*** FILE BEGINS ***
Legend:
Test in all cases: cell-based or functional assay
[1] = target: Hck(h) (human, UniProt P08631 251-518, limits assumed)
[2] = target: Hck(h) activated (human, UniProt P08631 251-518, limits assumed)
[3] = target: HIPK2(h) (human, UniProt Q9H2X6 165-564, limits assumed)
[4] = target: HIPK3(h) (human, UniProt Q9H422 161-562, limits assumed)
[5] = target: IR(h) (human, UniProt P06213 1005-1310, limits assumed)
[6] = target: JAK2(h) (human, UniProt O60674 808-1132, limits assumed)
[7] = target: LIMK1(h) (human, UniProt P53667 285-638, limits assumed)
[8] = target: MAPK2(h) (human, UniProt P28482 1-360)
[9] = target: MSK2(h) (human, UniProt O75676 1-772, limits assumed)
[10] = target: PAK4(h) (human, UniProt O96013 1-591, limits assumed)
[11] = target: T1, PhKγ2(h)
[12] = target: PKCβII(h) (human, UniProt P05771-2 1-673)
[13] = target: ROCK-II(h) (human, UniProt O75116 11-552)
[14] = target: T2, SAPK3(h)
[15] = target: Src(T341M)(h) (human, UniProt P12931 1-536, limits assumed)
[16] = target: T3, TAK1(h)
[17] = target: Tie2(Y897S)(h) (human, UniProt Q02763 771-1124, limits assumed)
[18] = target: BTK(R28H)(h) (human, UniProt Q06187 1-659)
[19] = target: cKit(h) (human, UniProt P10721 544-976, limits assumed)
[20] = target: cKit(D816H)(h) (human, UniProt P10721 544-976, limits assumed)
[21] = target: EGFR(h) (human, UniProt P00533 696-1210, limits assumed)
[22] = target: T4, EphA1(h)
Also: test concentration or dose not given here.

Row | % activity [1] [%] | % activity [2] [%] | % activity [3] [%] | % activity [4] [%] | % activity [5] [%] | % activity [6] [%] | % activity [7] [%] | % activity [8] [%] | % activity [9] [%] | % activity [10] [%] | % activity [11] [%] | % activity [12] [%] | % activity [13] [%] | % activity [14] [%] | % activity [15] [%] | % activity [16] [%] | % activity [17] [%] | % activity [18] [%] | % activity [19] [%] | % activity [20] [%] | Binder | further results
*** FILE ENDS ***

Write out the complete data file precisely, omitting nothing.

Legend:
Test in all cases: cell-based or functional assay
[1] = target: Hck(h) (human, UniProt P08631 251-518, limits assumed)
[2] = target: Hck(h) activated (human, UniProt P08631 251-518, limits assumed)
[3] = target: HIPK2(h) (human, UniProt Q9H2X6 165-564, limits assumed)
[4] = target: HIPK3(h) (human, UniProt Q9H422 161-562, limits assumed)
[5] = target: IR(h) (human, UniProt P06213 1005-1310, limits assumed)
[6] = target: JAK2(h) (human, UniProt O60674 808-1132, limits assumed)
[7] = target: LIMK1(h) (human, UniProt P53667 285-638, limits assumed)
[8] = target: MAPK2(h) (human, UniProt P28482 1-360)
[9] = target: MSK2(h) (human, UniProt O75676 1-772, limits assumed)
[10] = target: PAK4(h) (human, UniProt O96013 1-591, limits assumed)
[11] = target: T1, PhKγ2(h)
[12] = target: PKCβII(h) (human, UniProt P05771-2 1-673)
[13] = target: ROCK-II(h) (human, UniProt O75116 11-552)
[14] = target: T2, SAPK3(h)
[15] = target: Src(T341M)(h) (human, UniProt P12931 1-536, limits assumed)
[16] = target: T3, TAK1(h)
[17] = target: Tie2(Y897S)(h) (human, UniProt Q02763 771-1124, limits assumed)
[18] = target: BTK(R28H)(h) (human, UniProt Q06187 1-659)
[19] = target: cKit(h) (human, UniProt P10721 544-976, limits assumed)
[20] = target: cKit(D816H)(h) (human, UniProt P10721 544-976, limits assumed)
[21] = target: EGFR(h) (human, UniProt P00533 696-1210, limits assumed)
[22] = target: T4, EphA1(h)
Also: test concentration or dose not given here.

Row | % activity [1] [%] | % activity [2] [%] | % activity [3] [%] | % activity [4] [%] | % activity [5] [%] | % activity [6] [%] | % activity [7] [%] | % activity [8] [%] | % activity [9] [%] | % activity [10] [%] | % activity [11] [%] | % activity [12] [%] | % activity [13] [%] | % activity [14] [%] | % activity [15] [%] | % activity [16] [%] | % activity [17] [%] | % activity [18] [%] | % activity [19] [%] | % activity [20] [%] | Binder | further results